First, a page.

Generally, the pastors are white foreigners, maybe English teachers or bartenders, who are looking to pad their income on weekends. Atheists are recruited as eagerly as evangelists. In Japan, it is entirely appearance that counts.

"Christianity is a foreign religion [in Japan]," says Todd Thicksten, a 36-year old missionary from California who performs ceremonies at the Cerulean Tower Tokyu Hotel in Tokyo's Shibuya Ward. "[To the Japanese] if you want it done right, you have to have a foreigner do it. It is an image thing. It is similar to thinking: if you want your pipes fixed, you get a plumber and not a trash collector."

The look of choice that is preferred is perhaps a Sean Connery-type; one who possesses grace and dignity without being bombastic. A talent for delivering ample eye contact in a slow, even manner is a plus as well.

Increased competition in the last 5 years has dropped the standard wedding pastor pay rate from roughly 18,000 yen per ceremony to less than 15,000 yen. (Rumors abound of pastors garnering upwards of 30,000 yen even today in isolated areas or under special arrangements.) Still, this can amount to a tidy sum given that wedding pastors are known to perform roughly three to six back-to-back weddings a day with a short break in between each.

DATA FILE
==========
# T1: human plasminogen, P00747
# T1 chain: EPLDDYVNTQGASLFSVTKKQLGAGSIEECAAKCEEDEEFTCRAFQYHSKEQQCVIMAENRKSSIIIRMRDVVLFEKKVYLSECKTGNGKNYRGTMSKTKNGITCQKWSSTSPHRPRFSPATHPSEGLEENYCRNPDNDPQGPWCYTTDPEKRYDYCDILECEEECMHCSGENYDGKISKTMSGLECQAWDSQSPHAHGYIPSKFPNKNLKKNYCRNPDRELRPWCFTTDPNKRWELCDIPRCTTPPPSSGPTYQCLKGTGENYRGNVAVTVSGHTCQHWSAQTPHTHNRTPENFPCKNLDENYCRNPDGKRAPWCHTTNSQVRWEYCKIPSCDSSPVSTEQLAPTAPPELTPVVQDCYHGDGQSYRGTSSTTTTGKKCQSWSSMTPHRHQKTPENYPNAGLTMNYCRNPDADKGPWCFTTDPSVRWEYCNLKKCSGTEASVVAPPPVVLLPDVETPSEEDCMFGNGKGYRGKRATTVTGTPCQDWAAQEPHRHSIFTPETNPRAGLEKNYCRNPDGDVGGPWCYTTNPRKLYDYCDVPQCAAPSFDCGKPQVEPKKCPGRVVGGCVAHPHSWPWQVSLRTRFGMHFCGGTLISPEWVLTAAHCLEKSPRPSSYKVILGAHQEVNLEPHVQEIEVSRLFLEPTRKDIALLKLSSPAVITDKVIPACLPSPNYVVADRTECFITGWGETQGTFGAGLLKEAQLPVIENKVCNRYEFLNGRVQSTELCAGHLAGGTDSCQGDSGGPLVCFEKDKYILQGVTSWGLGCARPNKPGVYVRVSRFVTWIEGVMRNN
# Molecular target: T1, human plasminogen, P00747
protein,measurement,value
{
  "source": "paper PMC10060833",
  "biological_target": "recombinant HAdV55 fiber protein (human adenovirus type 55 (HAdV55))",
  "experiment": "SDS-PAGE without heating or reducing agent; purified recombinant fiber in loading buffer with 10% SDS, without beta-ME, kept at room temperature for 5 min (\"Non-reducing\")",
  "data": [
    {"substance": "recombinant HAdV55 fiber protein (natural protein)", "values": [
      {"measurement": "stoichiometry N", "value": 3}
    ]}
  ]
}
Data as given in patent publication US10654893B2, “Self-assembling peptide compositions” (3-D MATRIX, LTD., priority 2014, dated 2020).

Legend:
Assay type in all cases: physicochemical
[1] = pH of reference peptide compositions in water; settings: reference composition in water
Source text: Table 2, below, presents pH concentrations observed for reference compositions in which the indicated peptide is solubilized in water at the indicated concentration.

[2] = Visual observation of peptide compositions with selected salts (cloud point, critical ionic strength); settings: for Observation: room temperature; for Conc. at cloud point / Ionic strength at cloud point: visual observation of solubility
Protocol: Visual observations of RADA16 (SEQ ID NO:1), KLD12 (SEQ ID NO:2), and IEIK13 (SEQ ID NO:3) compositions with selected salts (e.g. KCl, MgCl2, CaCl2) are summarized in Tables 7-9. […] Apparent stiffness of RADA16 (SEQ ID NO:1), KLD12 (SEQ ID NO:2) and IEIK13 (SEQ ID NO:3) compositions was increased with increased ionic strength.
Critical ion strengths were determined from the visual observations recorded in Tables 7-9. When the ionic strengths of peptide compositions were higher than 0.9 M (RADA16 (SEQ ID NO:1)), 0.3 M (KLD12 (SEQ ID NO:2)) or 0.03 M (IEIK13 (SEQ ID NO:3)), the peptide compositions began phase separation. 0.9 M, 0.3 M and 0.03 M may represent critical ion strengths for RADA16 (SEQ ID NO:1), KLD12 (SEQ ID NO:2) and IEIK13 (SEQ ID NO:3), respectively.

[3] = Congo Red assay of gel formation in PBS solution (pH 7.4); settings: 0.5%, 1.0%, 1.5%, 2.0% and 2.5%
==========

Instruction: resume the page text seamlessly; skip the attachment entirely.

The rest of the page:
Though it is not uncommon to hear of makeshift wedding halls or chapels being carved out of three adjoining hotel rooms, most locations for the ceremonies go to great pains to recreate the palatial atmosphere of the best Europe has to offer.

The Maria Chapel, where Aaron performs the majority of his ceremonies, in Kashiwa, Chiba Prefecture has pulled out all the stops. The chapel's pipe organ is from Germany, the stained glass is from France, and the hired gospel singers are from some of Tokyo's top schools. Victorian furniture fills the lounge with stone cherubs frolicking in the numerous fountains scattered in between the sculpted greenery fanning out through the compound.

Aaron and Todd are both relative anomalies in the business given that their motivations are not monetary; rather, they are here to spread the gospel of Jesus Christ. They are both employed by the Christian Bridal Mission, a company of 1,000 pastors (40% of whom are foreigners) with offices throughout Japan that began operating about 25 years ago. Unlike nearly all of the other estimated 40 companies in Tokyo that employ foreigners without an accredited religious education to simply run through the ceremonies, the Christian Bridal Mission recruits real missionaries and ordained pastors.

The rapid-fire style of the weddings and the fact that the audience is composed almost entirely of non-Christians makes for a perfect combination to spread such a message.

"I have a captive audience," Aaron says of his lack of need to pound the pavement in a traditional missionary sense. "In 20 minutes, I can make Christianity approachable. You get the whole gospel message out - it's the best. That's the goal."

But critics have condemned the practice in Japan because the majority of the wedding pastors are not degreed priests or missionaries. Calls of blasphemy are misdirected, says Reverend Kenny Joseph, the founder of the Japan Association of Preachers and Ministers (JAPAM).